Snail Painting

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Introduction: Snail Painting

Fed up with snails eating your garden? Fancy a bit of artistic creativity?
In this Instructable we will show you how we turned a humble bunch of leaf-munching pests into colourful mobile artworks.

Step 1: Find Your Snails

Snails like eating, procreating and doing absolutely nothing. During the day they mostly do the third. You'll find them hiding in clefts of plants, under garden debris,in crevices in walls and so on.
Best to gather a few and then go back for more as you use them up - surprisingly for such inert creatures they can be quite difficult to corral in quantity. Use an old plastic lemonade bottle with the top cut off or similar as a holding-pen.

Step 2: Give the Snails Something to Do

Don't expect any gratitude, but they'll be happier with a little sustenance.
Mix a little flour in a cup with some cold water to give a thickish goo.
Take a large tray and lay out lines of the goo.

Step 3: Be Creative

Time to start painting & decorating.
Grab a snail (gently) from the holding pen and place it on the tray.
Now you can start painting.
Obviously you don't want your new friends to die on you - so you must use non-toxic materials. We used artist's acrylic paint, and for glueing (lightweight) decoration (sparkly stuff is pretty cool) we used PVA adhesive. These are good because once dry they are water resistant.

Step 4: Some Ideas

Here are some of the designs we came up with

Step 5: Set Them Free!

Now you've done your artistic best and the paint is dry it's time to release them back out into the wild.


Keep an eye out for your technicolour invertebrates - they'll make you smile when you see them. Some may go further afield & give your neighbours a double-take.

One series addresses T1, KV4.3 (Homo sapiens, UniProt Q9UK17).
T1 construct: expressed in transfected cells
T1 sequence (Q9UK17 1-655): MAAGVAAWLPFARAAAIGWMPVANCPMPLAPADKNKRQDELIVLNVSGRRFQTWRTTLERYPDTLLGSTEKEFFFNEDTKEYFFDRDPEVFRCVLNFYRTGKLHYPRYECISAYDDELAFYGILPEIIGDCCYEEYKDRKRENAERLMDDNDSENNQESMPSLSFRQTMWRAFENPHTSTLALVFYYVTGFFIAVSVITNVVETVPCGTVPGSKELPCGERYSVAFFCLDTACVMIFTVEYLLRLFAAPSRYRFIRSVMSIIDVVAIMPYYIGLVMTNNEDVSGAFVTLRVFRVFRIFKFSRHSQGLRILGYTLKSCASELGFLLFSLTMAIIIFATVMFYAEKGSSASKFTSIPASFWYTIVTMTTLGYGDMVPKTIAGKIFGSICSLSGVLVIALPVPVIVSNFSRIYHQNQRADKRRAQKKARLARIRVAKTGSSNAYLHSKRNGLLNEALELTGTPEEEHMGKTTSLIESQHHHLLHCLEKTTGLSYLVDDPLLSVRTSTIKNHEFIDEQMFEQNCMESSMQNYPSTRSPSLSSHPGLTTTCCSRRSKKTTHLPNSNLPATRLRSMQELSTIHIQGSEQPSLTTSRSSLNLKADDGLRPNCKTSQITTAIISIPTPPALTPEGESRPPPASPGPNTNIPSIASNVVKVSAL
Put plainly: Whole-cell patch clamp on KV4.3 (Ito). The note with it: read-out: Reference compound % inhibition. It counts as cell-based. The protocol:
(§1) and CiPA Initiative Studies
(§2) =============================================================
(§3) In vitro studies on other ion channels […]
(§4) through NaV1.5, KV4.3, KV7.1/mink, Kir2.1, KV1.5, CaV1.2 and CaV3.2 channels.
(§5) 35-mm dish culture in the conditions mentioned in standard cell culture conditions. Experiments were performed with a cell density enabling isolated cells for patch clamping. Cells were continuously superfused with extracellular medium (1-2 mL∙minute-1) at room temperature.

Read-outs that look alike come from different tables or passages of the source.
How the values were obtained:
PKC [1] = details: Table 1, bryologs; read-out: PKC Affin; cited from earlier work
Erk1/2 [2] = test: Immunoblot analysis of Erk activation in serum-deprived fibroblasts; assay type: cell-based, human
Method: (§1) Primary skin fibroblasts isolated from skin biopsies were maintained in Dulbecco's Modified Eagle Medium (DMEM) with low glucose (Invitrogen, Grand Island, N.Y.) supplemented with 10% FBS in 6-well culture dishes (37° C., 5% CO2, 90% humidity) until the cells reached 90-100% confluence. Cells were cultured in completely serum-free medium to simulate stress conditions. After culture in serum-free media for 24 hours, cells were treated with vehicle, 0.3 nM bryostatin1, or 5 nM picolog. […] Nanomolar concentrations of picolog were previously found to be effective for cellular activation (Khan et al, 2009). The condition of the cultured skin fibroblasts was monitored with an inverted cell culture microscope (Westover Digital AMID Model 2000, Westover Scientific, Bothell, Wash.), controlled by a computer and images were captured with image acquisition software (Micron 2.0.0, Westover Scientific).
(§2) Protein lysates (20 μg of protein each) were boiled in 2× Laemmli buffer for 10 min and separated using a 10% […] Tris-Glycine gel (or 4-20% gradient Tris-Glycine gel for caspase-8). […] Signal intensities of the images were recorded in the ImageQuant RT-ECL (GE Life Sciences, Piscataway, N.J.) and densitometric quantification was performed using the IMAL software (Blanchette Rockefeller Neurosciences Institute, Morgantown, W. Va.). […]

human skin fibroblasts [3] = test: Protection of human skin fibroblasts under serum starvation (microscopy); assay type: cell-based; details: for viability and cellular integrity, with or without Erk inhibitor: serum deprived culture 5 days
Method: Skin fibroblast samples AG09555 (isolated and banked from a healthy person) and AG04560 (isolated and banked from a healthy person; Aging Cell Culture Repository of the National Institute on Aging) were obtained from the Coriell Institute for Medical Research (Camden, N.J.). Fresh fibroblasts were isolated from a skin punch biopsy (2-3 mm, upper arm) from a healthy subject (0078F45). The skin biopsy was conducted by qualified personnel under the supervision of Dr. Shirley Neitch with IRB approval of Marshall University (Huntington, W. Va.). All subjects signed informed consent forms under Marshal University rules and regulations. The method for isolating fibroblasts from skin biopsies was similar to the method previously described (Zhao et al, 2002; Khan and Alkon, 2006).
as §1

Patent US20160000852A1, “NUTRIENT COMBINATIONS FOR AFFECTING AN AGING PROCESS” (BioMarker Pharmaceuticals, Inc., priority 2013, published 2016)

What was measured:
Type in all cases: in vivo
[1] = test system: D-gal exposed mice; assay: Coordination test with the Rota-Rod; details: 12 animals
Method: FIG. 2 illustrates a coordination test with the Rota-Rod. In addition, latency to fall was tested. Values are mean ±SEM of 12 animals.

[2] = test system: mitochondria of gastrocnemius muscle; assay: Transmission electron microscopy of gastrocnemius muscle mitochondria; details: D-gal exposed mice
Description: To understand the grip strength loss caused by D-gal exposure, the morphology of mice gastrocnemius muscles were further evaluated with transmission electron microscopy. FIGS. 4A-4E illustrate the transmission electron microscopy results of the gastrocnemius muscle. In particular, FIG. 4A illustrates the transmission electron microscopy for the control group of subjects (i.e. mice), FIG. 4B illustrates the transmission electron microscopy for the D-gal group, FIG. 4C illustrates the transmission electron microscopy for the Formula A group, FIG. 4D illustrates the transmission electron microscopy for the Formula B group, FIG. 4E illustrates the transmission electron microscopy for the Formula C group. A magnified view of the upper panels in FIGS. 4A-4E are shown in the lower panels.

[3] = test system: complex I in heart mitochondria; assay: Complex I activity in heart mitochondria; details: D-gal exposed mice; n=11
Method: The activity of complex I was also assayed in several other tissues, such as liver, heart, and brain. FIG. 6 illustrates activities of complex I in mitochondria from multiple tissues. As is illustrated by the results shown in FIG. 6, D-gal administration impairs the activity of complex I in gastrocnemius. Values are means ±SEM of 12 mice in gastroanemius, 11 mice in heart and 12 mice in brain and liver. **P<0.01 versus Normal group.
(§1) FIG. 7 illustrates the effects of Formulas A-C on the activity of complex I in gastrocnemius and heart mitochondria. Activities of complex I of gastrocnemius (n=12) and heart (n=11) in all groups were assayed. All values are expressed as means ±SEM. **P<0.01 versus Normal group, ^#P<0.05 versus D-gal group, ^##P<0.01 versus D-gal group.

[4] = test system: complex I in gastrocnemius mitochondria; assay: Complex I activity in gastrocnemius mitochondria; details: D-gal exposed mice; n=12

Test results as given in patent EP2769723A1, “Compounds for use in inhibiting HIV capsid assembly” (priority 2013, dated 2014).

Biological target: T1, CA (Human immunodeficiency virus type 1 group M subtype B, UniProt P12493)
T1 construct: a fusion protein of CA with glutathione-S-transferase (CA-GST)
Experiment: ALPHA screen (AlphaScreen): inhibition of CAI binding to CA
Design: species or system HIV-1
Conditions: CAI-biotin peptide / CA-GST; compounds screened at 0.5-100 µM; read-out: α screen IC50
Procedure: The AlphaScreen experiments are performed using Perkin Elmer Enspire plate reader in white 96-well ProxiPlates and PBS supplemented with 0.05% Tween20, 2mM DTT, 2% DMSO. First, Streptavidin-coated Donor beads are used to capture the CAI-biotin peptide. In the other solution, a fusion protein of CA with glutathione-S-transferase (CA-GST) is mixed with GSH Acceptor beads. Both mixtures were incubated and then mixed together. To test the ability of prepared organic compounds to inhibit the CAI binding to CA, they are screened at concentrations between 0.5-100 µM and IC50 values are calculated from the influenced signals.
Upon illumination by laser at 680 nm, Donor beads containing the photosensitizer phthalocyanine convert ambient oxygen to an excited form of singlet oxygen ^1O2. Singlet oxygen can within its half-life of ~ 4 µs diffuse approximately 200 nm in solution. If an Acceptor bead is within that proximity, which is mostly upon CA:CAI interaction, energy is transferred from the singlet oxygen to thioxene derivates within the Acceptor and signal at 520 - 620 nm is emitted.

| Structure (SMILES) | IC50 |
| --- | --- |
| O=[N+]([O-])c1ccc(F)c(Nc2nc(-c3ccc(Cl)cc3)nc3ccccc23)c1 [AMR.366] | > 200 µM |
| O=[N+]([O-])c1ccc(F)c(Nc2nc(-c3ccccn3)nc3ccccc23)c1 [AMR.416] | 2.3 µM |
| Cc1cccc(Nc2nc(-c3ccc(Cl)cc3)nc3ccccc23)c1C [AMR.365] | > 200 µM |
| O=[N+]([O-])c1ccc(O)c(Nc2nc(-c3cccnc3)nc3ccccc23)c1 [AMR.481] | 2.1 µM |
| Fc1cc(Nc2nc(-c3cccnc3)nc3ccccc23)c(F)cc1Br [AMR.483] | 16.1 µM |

No snails were harmed in the making of this Instructable.

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    101 Comments

    0
    annz527
    annz527

    6 years ago on Introduction

    They would die even faster because of the bright colour that can attract birds, and birds would get poisoned from the paints too..

    0
    clockworkdoorbell
    clockworkdoorbell

    Reply 6 years ago on Introduction

    Or perhaps they would do better: many animals use bright colours to say 'I'm poisonous!'.

    0
    Zeekthehammer

    I have been avoiding these guys where I live (acreage with no gardens) and now hopefully I won't step on them once I start putting a few dobs of vehicle touch up paint on their shell. brilliant/ fun idea and I won't tell anyone I'm doing it either haha.

    0
    clockworkdoorbell
    clockworkdoorbell

    Reply 7 years ago on Introduction

    Thanks for the comment! I'd like to see the looks on the faces of others when they spot them...

    0
    tobathewolf
    tobathewolf

    7 years ago

    One time my friend painted a snails shell and let it go free. It ended up in my backyard. She lives 20 minuts away from me

    0
    dark sponge
    dark sponge

    11 years ago on Introduction

    This must do wonders to the snails' camouflage! (good luck hiding from predators with a orange and blue checkered shell!)

    0
    Totysheep
    Totysheep

    Reply 10 years ago on Introduction

    Maybe the colours trick the birds in thinking that they're poisonous? Besides, they're just snails, they'd probably get eaten either way.

    0
    milesduggan
    milesduggan

    10 years ago on Introduction

    I step on them and then paint them.....wait scratch that reverse it.

    0
    Timboscoops
    Timboscoops

    13 years ago on Introduction

    that is mean beacause a snails shell is supposed to be a shelter and camoflauge from any predators, im sure you would be happy when birds attack the slow moving helpless targets!!!!

    0
    prometheus442
    prometheus442

    Reply 12 years ago on Introduction

    I think it's actually unhealthy for them too. I was always told you shouldn't buy painted shells for your hermit crabs because...I guess they'll die. It's actually not good to put acrylic paint on yourself because the heavy metals will find their way into your blood stream.

    0
    Arc Trooper 5555
    Arc Trooper 5555

    Reply 10 years ago on Introduction

    Non-toxic paint or something like face paint would work!

    I LOVE SNAILS!!! :)

    0
    santy22
    santy22

    Reply 11 years ago on Introduction

    but the snail shell is hard!

    0
    natalie0031
    natalie0031

    10 years ago on Introduction

    hmmm... It might be surprising to find a glittery rainbow snail on the ground...awesome instructable! Too bad i only have very very very very small snails in the yard if any. : |